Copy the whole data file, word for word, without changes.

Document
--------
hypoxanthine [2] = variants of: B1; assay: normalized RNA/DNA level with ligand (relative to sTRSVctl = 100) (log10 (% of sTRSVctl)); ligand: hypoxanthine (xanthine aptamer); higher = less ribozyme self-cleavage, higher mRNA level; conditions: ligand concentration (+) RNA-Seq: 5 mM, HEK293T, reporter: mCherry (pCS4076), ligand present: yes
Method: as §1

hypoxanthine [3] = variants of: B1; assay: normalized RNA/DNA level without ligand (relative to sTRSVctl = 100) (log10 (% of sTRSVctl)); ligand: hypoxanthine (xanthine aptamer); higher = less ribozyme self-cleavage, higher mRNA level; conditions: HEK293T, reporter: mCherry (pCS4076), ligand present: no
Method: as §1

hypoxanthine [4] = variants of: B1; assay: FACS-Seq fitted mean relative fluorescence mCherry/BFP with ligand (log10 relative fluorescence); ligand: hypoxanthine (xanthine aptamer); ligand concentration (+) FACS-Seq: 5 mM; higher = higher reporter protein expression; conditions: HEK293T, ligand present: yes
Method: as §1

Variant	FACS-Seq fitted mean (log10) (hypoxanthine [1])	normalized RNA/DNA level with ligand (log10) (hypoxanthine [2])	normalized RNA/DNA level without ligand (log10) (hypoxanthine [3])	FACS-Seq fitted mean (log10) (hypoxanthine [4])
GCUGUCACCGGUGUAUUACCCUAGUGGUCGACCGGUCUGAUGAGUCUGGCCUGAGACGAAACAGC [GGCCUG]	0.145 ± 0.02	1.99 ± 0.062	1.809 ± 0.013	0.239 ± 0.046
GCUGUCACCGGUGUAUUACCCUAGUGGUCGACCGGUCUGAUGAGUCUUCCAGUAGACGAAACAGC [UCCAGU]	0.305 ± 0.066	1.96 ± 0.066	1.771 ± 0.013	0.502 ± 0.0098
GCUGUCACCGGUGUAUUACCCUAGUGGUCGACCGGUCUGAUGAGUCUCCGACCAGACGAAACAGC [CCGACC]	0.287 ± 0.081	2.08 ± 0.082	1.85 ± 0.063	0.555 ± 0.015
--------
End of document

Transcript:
hypoxanthine [2] = variants of: B1; assay: normalized RNA/DNA level with ligand (relative to sTRSVctl = 100) (log10 (% of sTRSVctl)); ligand: hypoxanthine (xanthine aptamer); higher = less ribozyme self-cleavage, higher mRNA level; conditions: ligand concentration (+) RNA-Seq: 5 mM, HEK293T, reporter: mCherry (pCS4076), ligand present: yes
Method: as §1

hypoxanthine [3] = variants of: B1; assay: normalized RNA/DNA level without ligand (relative to sTRSVctl = 100) (log10 (% of sTRSVctl)); ligand: hypoxanthine (xanthine aptamer); higher = less ribozyme self-cleavage, higher mRNA level; conditions: HEK293T, reporter: mCherry (pCS4076), ligand present: no
Method: as §1

hypoxanthine [4] = variants of: B1; assay: FACS-Seq fitted mean relative fluorescence mCherry/BFP with ligand (log10 relative fluorescence); ligand: hypoxanthine (xanthine aptamer); ligand concentration (+) FACS-Seq: 5 mM; higher = higher reporter protein expression; conditions: HEK293T, ligand present: yes
Method: as §1

Variant	FACS-Seq fitted mean (log10) (hypoxanthine [1])	normalized RNA/DNA level with ligand (log10) (hypoxanthine [2])	normalized RNA/DNA level without ligand (log10) (hypoxanthine [3])	FACS-Seq fitted mean (log10) (hypoxanthine [4])
GCUGUCACCGGUGUAUUACCCUAGUGGUCGACCGGUCUGAUGAGUCUGGCCUGAGACGAAACAGC [GGCCUG]	0.145 ± 0.02	1.99 ± 0.062	1.809 ± 0.013	0.239 ± 0.046
GCUGUCACCGGUGUAUUACCCUAGUGGUCGACCGGUCUGAUGAGUCUUCCAGUAGACGAAACAGC [UCCAGU]	0.305 ± 0.066	1.96 ± 0.066	1.771 ± 0.013	0.502 ± 0.0098
GCUGUCACCGGUGUAUUACCCUAGUGGUCGACCGGUCUGAUGAGUCUCCGACCAGACGAAACAGC [CCGACC]	0.287 ± 0.081	2.08 ± 0.082	1.85 ± 0.063	0.555 ± 0.015